The Human Factor

We are used to thinking about the question of nature vs. nurture in relationship to individual human beings. Although clearly nurture plays an important role, more and more we are realizing that nature is predominant, it is our genes that really make us what we are, and not only in a physical way, but also in our mental attitudes and behavior.
Recently I read the book “Guns, germs and steel” by Jared Diamond, that seeks to explain the comparative development of human societies and does so in an excellent and interesting way, but concludes essentially that it was entirely physical factors that led to certain societies developing faster than others. In other words, what we call the more advanced or developed societies could just as well have been inhabited by Africans or Australian Aborigines instead of white Europeans, because the factors which led to the advancement of society were independent of the human groups or tribes that inhabited those regions where civilization developed.
In place of the previous hunter-gatherer culture the principal factors that led to the development of civilization as we know it were the cultivation of crops (wheat, barley, etc.), the domestication of animals (cattle, horses, sheep, goats, pigs) and the consequent production of excess food greater than the needs of the farmers themselves, that allowed settlement into villages and towns, the development of a centralized form of government, the growth of hereditary chiefs into monarchs, the
ability to feed specialized individuals such as soldiers and scribes, and the development of inventions such as writing and metal tools. This started ca. 10,000 years ago in the fertile crescent of the Middle East, where conditions were ripe for the initiation of this process. Then civilization spread because of the reasonably accessible terrain linking Asia and Europe via the Middle East.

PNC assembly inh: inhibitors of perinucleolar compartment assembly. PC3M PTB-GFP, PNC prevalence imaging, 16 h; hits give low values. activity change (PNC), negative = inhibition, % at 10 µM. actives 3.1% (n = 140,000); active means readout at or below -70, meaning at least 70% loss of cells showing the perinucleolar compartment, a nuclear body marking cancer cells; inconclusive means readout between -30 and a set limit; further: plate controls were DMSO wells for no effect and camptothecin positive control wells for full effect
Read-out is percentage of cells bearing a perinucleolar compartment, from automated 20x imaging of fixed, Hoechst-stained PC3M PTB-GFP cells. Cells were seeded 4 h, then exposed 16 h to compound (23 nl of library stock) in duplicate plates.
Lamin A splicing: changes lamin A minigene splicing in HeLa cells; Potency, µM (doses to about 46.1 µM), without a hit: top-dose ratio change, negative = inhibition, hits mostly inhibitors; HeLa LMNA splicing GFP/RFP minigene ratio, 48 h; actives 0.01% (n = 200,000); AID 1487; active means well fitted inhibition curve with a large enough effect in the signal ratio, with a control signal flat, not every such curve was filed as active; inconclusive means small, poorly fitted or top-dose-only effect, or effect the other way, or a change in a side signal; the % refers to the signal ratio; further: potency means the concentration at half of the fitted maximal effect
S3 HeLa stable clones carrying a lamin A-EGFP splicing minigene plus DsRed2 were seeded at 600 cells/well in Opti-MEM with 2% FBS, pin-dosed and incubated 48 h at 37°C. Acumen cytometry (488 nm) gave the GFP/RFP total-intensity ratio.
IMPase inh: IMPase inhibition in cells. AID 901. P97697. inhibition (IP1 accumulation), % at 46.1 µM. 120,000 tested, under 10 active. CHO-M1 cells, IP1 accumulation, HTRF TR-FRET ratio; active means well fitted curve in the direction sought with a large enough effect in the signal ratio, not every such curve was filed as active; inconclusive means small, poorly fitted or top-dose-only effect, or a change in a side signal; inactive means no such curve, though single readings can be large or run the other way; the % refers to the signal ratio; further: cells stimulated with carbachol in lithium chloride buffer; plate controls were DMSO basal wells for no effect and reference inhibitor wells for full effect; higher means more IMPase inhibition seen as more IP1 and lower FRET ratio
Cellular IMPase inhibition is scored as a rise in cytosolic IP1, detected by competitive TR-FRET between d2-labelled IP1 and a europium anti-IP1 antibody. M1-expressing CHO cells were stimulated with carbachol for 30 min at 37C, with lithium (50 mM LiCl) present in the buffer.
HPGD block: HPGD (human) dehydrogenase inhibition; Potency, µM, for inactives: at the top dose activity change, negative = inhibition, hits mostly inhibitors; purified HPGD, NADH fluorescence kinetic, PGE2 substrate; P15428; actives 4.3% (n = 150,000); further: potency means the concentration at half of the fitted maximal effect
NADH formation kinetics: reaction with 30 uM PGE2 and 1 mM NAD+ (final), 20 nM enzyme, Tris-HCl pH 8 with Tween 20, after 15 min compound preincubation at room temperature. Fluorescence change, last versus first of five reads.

Note that in this narrative of development of civilized societies, there is no factor that dependson the differences between different tribes. Everything develops autonomously based on the physical factors of climate, availability of crops and animals to domesticate, and specialization leading to inventions. In order to avoid criticism by attributing the development of advanced societies by shall we say “whites” as opposed to “blacks” the author is indulging in a case of “political
correctness.”
Stating a somewhat opposing view is a book called “Tribes” by Joel Kotkin, in which the author argues that certain tribes are intrinsically more industrious than others, as revealed by their actual accomplishments. Of course, his prime example are the Jews, but he also shows how Italians,Irish, Chinese, Indians, Blacks have fared in various locations around the world. From his evidence there is no doubt that which tribe occupied a region makes a fundamental difference in how the raw
materials of that region are exploited, and what degree of industriousness and innovation are developed. So I would argue that Jared Diamond simplifies matters based on what happened since there is no evidence that Australian aborigines or Black Africans, given the advantages of the fertile crescent, would in fact have developed writing and an advanced civilization to the degree that it actually was developed by the tribes living here then. Maybe to answer this criticism Diamond has written a follow-up book entitled “How civilizations choose to fail.”
Just to amplify on this theme, my colleague at Hebrew University just returned from a trip to Senegal. He described conditions there in the university and the main hospital. He found them appalling, everywhere there was junk and mess, nothing worked. He said the labs he visited looked like labs in Europe in the early 1800s. The Hospital administrator was from France, assisted by 10 Europeans. He told him that if they were not there the Hospital would grind to a halt. All my friend’s opinions were not negative, and he certainly is not a racist. He said that the young men and women looked very impressive, tall, healthy and well dressed. Quite in contrast to the surrounding conditions. Remember that Senegal has been independent for nearly as long as Israel, yet against incredible odds look at what has been accomplished here. One must face up to the facts.
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